To jolt the health policy debate out of the August doldrums, nearly 8,000 physicians announced this week that they are supporting a taxpayer-funded, single-payer health care system based on ?an expanded and improved version of traditional Medicare.?
In this fantasyland plan, the federal government would pay for all physician and hospital care ? without any co-payments or deductibles ? and also would cover prescription drugs, medical equipment, long-term care, rehabilitation services, and dental care. The authors claim that their plan, described in detail in the current Journal of the American Medical Association, would SAVE $200 billion a year.
Where should we start?
First, today?s Medicare covers only about half the health care expenses of seniors, with 90% of beneficiaries obtaining supplementary coverage. The proposed universal version of Medicare would have to be very much ?improved? ? and much more expensive ? to even match the average private health plans that the great majority of working Americans have today, plans that are much more comprehensive than current Medicare.
The list could go on and on, but perhaps an article in The New York Times this week is the best way to show where this all-you-can-eat health care buffet would lead. It describes the experience of the residents of Wales in the United Kingdom seeking dental care from their government-run National Health Service.
??On a rainy Monday morning two weeks ago, 600 people turned up outside Brynteg Dental Surgery, a tiny white-stucco office, to secure one of the 300 advertised appointments to see a National Health Service dentist,? the Times reports.
?Wales is so lacking in government-subsidized dental treatment that some people pitched tents overnight rather than miss a chance for a slot?
?Not anticipating the dental mob, Mr. [Steve] Acworth, 56, arrived too late, which he said was too bad, considering he does not really have any teeth to speak of.
??My crowns all fell off,?” he said. “?I got some really bad dentistry and it ruined all my root work. I have no front teeth and one pair of molars, which meet on the right side of my mouth. I can’t bite anything…?
?Heather Davies, 25, the office manager who handed out numbers, deli style, on the morning of registration, said she was still getting nasty phone calls from some of the 300 people she had to turn away.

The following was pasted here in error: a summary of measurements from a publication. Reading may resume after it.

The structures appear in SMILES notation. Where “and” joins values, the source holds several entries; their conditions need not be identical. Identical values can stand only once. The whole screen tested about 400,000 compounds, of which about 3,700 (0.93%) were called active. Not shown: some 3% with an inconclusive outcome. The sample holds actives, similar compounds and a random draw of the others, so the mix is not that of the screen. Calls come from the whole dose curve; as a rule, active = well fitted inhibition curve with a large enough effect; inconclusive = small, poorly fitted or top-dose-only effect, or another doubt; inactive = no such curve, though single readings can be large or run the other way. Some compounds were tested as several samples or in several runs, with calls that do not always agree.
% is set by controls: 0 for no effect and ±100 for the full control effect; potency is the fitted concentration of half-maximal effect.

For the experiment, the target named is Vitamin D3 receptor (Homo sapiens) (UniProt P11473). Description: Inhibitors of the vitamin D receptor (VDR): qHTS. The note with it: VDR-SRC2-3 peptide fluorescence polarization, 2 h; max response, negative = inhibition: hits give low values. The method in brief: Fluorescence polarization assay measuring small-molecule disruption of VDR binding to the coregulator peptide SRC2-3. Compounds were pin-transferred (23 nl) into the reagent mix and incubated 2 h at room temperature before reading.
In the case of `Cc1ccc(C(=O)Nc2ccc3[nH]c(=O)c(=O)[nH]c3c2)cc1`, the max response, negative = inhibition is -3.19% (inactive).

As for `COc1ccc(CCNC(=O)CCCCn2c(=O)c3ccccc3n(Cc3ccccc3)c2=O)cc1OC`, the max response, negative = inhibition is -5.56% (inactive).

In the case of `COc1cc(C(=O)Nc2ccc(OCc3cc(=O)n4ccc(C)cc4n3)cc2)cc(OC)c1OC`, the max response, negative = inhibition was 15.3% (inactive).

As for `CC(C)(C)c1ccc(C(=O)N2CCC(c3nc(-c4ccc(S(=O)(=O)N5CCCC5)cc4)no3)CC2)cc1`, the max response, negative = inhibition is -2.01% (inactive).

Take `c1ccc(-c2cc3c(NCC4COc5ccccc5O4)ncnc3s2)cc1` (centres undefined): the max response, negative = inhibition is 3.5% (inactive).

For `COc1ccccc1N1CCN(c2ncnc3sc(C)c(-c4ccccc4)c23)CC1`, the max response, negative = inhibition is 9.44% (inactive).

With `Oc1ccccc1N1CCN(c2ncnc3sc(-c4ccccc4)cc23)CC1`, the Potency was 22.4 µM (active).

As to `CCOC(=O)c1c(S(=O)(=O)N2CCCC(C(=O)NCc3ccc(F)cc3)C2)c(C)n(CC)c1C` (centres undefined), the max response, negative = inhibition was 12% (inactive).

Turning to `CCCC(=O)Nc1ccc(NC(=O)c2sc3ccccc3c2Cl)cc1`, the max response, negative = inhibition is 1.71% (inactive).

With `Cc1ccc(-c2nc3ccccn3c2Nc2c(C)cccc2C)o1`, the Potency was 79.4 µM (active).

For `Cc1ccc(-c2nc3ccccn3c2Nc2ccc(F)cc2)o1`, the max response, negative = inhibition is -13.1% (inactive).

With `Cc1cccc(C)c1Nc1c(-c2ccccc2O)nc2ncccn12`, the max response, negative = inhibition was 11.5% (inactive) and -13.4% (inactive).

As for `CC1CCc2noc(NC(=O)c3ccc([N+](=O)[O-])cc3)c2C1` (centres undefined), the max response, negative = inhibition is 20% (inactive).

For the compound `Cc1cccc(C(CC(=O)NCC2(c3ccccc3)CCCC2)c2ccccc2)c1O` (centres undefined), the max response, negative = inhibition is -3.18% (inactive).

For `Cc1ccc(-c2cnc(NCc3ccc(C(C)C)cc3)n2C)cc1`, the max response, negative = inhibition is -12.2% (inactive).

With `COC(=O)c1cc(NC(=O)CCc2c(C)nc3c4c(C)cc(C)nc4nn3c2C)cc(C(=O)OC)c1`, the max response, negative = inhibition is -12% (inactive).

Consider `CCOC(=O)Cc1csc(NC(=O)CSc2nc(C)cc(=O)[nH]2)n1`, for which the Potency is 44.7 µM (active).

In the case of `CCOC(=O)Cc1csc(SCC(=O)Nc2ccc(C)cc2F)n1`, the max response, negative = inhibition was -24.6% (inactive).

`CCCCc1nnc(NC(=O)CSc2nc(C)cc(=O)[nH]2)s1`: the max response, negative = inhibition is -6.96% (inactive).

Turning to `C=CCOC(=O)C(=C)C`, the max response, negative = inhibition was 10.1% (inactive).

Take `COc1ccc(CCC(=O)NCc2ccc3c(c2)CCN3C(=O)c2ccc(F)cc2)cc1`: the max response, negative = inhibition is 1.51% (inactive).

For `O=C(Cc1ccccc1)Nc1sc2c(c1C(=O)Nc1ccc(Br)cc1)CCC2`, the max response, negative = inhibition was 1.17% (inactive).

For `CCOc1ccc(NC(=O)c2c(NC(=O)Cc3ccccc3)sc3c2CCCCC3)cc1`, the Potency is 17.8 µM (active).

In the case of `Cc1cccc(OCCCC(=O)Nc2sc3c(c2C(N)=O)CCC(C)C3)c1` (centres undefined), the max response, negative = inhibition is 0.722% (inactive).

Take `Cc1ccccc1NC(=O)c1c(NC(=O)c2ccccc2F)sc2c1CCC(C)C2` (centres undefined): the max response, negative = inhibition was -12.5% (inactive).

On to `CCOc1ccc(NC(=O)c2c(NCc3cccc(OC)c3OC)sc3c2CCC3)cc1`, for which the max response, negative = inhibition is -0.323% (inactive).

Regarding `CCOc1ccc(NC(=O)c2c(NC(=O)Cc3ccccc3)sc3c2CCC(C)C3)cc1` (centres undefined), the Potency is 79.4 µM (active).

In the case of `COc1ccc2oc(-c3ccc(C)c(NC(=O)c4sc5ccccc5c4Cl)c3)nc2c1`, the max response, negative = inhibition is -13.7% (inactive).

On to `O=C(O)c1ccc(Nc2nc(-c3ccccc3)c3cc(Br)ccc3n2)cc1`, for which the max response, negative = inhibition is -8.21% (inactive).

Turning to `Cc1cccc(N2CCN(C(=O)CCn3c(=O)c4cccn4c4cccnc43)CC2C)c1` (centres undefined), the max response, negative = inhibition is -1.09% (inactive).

?People hurled curses and rude gestures at her. One man threatened her, saying, ?I know what time you get off work,? Ms. Davies recounted. She felt compelled to telephone the police. In fact, the office now has a direct hot line to the police.
??Because they are paying national insurance, people feel they are entitled to service,?” Ms. Davies said.?
So this is where it leads: Angry patients paying high taxes for universal access to health and dental care, only to be turned away after sleeping on sidewalks all night, with dentists calling the police to protect themselves from desperate patients.
Donald Palmisano, the dynamic new president of the American Medical Association, gets it right in saying single-payer systems lead to ?long waits for health care services, a slowness to adopt new technologies and maintain facilities, and development of a large bureaucracy that can cause a decline in the authority of patients and their physicians over clinical decision-making.?
We also agree with Dr. Palmisano?s ? and the AMA?s ? prescription: ??The solution to the health care question is a mix of private and public sector financing, with coverage and care remaining in the private sector. The AMA?s health insurance proposal advocates refundable tax credits inversely related to income, individually selected and owned health insurance, and other reforms.?
The battles continue between advocates of government-run health care and those, like us, who are trying to build a consumer-driven system organized through competitive, free markets.
Yes, Americans are frustrated with the health care system ? millions of uninsured, high costs, and bureaucratic intrusion. But more bureaucracy and centralized control in an era of dramatic new medical treatments and technologies simply can?t prevail. The United States has an obligation to lead the world to a better system, not turn back to the failed systems of the last century.
And finally, Health Policy Matters will take a vacation next week. Hopefully Washington will too.